Ash is one of the most common trees in the British Isles - there are nearly as many ash trees as there are people.
Perhaps this is why we take them for granted. Poets write of oak, yew, elm, willow, rarely ash. No books have been written about ash trees before. Yet ash is one of the most productive hardwoods in Europe.
Its strength and elasticity are qualities our Neolithic ancestors recognised while building their tracks across the marshlands of Somerset.
Ash has been used ever since, to build and warm homes, to feed livestock, to cure.
Before steel it was used to make ploughs and rakes, wheel rims, boat frames, tent pegs and weapons.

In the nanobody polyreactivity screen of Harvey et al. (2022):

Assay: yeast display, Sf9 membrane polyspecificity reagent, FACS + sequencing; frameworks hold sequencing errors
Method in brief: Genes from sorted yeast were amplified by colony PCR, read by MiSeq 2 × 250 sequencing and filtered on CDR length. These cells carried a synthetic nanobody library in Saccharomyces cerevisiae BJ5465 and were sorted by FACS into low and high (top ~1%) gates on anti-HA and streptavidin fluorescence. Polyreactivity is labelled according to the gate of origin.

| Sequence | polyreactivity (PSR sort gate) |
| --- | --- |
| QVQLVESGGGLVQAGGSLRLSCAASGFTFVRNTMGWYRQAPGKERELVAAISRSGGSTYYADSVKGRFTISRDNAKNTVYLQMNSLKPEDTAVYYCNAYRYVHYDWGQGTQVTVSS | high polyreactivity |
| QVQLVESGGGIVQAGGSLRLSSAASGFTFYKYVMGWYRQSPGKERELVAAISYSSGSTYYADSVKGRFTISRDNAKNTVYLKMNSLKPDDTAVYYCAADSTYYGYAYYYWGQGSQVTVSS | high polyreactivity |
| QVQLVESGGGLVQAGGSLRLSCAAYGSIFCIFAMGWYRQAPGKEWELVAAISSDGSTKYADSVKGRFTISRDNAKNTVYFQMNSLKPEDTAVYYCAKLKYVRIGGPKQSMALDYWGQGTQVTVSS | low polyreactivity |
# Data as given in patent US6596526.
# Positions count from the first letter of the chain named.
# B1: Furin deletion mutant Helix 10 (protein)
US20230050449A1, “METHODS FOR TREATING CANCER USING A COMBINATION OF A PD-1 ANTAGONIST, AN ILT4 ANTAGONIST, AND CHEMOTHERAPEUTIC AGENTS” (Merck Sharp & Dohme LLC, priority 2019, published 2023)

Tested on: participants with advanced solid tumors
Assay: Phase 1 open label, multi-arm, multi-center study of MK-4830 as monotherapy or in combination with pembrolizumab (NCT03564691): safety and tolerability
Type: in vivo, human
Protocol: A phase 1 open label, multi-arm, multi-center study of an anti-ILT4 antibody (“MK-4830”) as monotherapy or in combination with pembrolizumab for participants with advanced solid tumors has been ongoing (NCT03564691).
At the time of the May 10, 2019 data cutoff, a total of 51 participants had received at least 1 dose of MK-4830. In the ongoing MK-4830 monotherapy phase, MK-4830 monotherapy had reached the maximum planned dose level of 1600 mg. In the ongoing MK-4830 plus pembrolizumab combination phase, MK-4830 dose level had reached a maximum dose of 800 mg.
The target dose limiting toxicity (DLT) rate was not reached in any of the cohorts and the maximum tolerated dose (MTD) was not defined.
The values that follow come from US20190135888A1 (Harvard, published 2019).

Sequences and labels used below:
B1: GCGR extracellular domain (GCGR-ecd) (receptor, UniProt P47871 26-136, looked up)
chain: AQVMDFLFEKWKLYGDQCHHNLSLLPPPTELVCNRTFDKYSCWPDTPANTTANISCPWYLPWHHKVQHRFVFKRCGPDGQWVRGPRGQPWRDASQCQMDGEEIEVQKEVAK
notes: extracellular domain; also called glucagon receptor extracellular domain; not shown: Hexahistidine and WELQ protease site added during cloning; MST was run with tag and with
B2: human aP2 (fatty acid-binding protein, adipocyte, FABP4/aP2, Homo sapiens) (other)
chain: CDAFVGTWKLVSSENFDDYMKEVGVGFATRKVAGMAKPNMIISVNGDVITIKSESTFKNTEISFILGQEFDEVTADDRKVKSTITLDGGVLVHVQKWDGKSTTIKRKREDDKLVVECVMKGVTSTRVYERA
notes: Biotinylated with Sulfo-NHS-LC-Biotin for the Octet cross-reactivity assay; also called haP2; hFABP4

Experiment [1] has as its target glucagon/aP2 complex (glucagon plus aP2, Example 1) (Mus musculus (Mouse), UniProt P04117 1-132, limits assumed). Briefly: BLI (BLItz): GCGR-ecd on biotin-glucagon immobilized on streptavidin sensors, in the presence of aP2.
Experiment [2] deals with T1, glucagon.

The human population is not alone finding sustenance and shelter in ash: woodpeckers bore nest holes into them, bats breed in veteran trees, insects, lichens, mosses and liverworts thrive on ash bark, as do hares and rabbits in winter.
The first noticing of Ash Disease in 2012 brought this under-appreciated tree to our attention.In response, Oliver Rackham has written this first history and ecology of the ash tree, exploring its place in human culture, explaining Ash Disease, and arguing that globalisation is now the single greatest threat to the world's trees and forests. We cannot go on treating trees like tins of paint or cars to be traded around the world.
Neither can we assume that planting a tree is, by default, a good thing.
Industrial planting and irresponsible trade are already devastating the world's tree populations.
The Ash Tree is Oliver Rackham's call for a radical shift in our attitude to trees - how we plant them, how we care for them after they are planted.
There is no more urgent message for our times.